The prodigal then runs through his money in a foreign land and eventually he faces a big problem- starvation. I have always read that when the son comes to himself and decides to return to his father that it was out of contrition. But what if his repentance came from desperation not remorse. Levine claims that first-century listeners would not have heard contrition but more conniving as he plots a return home. Nor is this son “found” but rather that he “comes to himself.” Another key that there is more manipulation in this son’s words of “I have sinned against heaven and before you” is that they echo what Pharaoh said in Exodus 10, “I have sinned against the Lord your God, and against you.” Levine says, “The lost son is no more repentant, has no more change of heart, than Egypt’s ruler.” This idea is deepened further when he recites the exact same words upon seeing his father. Interestingly the Father’s reaction of placing nice garments and a ring upon this son reminds us of the reunification of Joseph with his father in Egypt. And the father in our parable continues to enable this son by spoiling him.

Which brings us to the eldest son. The eldest son is in the field- and as he approaches the house, the party is already underway. Unlike the shepherd who searched for his sheep, unlike the woman who looked for her coin, no one runs to invite the elder son to the feast. In fact, no one noticed he was missing. His alienation is palpable. It is only after the eldest son refuses to go in that the father goes out looking for him. The elder son is the one who has been lost. The father goes out and pleads with him, other translations also say, comforted him. But years of resentment boil over for this elder son. Actually the eldest son even seems to remove himself from this familial relationship by stating, “your son”, not “my brother”. This son no longer wants to be part of this dysfunctional family. But the father pushes further and attempts to reconcile and restore. “In correcting the elder’s phrase “your son, this one” to “your brother, this one” the father reminds his child that the relationship exists between the two of them. Were either brother to be missing, the family would not be whole…when personal resentment overrides familial and cultural values, we all lose.”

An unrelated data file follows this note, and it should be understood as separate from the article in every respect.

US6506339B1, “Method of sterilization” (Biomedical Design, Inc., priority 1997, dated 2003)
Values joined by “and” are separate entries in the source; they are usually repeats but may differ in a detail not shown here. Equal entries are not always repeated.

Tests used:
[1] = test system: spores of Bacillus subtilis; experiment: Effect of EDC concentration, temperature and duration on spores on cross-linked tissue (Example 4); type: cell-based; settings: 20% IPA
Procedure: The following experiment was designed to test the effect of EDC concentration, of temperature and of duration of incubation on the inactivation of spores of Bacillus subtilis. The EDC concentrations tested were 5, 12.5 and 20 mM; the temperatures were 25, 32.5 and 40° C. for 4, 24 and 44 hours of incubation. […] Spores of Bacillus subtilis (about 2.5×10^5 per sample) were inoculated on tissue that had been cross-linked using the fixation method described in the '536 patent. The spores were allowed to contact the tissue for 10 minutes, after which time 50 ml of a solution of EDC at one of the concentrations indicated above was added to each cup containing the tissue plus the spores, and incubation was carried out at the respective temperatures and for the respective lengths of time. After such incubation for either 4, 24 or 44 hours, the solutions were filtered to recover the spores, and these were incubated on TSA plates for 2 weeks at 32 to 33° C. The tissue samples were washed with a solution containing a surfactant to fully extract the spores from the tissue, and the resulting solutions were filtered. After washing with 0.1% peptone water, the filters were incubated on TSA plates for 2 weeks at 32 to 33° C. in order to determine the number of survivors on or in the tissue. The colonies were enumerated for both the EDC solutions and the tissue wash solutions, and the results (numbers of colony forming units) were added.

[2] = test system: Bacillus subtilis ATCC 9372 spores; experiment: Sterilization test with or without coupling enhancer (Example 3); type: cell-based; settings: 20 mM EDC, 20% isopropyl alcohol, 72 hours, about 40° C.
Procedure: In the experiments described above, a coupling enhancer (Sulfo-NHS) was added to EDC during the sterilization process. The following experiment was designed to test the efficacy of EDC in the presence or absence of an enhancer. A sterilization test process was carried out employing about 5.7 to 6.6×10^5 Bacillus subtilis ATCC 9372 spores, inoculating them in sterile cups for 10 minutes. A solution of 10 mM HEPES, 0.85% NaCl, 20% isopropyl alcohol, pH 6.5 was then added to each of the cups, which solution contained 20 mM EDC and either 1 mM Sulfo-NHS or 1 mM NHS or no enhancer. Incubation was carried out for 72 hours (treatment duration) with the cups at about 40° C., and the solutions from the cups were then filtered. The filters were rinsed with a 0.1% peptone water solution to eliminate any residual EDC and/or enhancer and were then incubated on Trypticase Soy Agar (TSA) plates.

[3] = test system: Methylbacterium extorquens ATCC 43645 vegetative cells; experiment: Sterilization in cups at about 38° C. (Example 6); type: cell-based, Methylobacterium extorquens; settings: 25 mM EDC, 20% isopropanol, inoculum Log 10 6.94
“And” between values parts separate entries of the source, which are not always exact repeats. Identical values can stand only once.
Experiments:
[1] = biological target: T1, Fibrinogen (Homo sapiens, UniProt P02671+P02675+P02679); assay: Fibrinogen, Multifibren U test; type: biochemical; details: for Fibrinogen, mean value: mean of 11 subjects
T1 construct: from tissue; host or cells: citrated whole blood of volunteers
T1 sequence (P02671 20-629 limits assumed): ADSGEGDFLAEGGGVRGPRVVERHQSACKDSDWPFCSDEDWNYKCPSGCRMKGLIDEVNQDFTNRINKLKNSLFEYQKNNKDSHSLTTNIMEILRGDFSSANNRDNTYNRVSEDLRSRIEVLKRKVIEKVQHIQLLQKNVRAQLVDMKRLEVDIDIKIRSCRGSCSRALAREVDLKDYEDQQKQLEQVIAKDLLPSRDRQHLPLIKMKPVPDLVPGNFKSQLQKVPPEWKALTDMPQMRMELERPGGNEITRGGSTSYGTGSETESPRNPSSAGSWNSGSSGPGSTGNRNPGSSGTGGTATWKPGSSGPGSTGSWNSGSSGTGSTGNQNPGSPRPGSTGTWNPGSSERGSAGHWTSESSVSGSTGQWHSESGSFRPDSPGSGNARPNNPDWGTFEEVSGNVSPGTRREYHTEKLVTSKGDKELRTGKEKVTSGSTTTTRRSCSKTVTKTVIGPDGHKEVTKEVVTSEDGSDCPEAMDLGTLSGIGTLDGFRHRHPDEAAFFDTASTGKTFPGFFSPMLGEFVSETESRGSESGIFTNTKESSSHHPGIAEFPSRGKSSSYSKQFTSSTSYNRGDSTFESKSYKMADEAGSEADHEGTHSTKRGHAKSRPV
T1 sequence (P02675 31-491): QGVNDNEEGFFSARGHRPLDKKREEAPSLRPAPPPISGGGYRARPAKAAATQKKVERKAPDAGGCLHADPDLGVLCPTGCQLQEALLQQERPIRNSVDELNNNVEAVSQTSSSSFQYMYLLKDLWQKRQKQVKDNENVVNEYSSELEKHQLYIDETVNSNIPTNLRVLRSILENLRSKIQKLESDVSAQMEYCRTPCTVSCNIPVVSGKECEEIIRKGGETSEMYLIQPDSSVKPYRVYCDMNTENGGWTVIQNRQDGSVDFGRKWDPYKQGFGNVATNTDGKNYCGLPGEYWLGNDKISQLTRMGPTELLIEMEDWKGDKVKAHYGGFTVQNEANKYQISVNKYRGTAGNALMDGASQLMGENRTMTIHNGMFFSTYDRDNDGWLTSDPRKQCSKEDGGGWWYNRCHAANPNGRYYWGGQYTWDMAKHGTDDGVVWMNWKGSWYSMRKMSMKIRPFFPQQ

As you can see there is a lot going on in this parable. But you know what doesn’t happen? Forgiveness. In fact, no one really expresses sorrow at hurting each other at all thus creating no reaction of forgiveness. Even the father doesn’t say he has forgiven the younger son, he simply says that was lost has been found. Perhaps the alternative message to this parable is- celebrate first, forgive later. Levine says that the message of this parable is, “Don’t wait until you receive an apology; you may never get one. Don’t wait until you can muster the ability to forgive; you may never find it. Don’t stew in your sense of being ignored, for there is nothing that can be done to retrieve the past. Instead, go have lunch.” We can also read this as a cautionary tale, do not take what is right in front of you for granted. Any of us who have lost someone, whether through death or broken relationships know this lesson well.

Perhaps Jesus was indeed speaking to the Pharisees in this parable, stating that they are still part of this family of God. Perhaps this is a parable of compassion for broken families. The beauty is that there are multiple ways to read this story.  I’ve been the father, enabling people, even pushing people away. I’ve been the younger son, distracting myself with partying it up rather than planning for the future, and as an actual older sibling, I’ve been the elder brother. But as I think of loss in my life, at least at this juncture, I think I will focus on how resentment hurts relationships. And as a member of the family of God- we have a lot of relationships to celebrate no matter how complicated they are!So, let’s have a party! Amen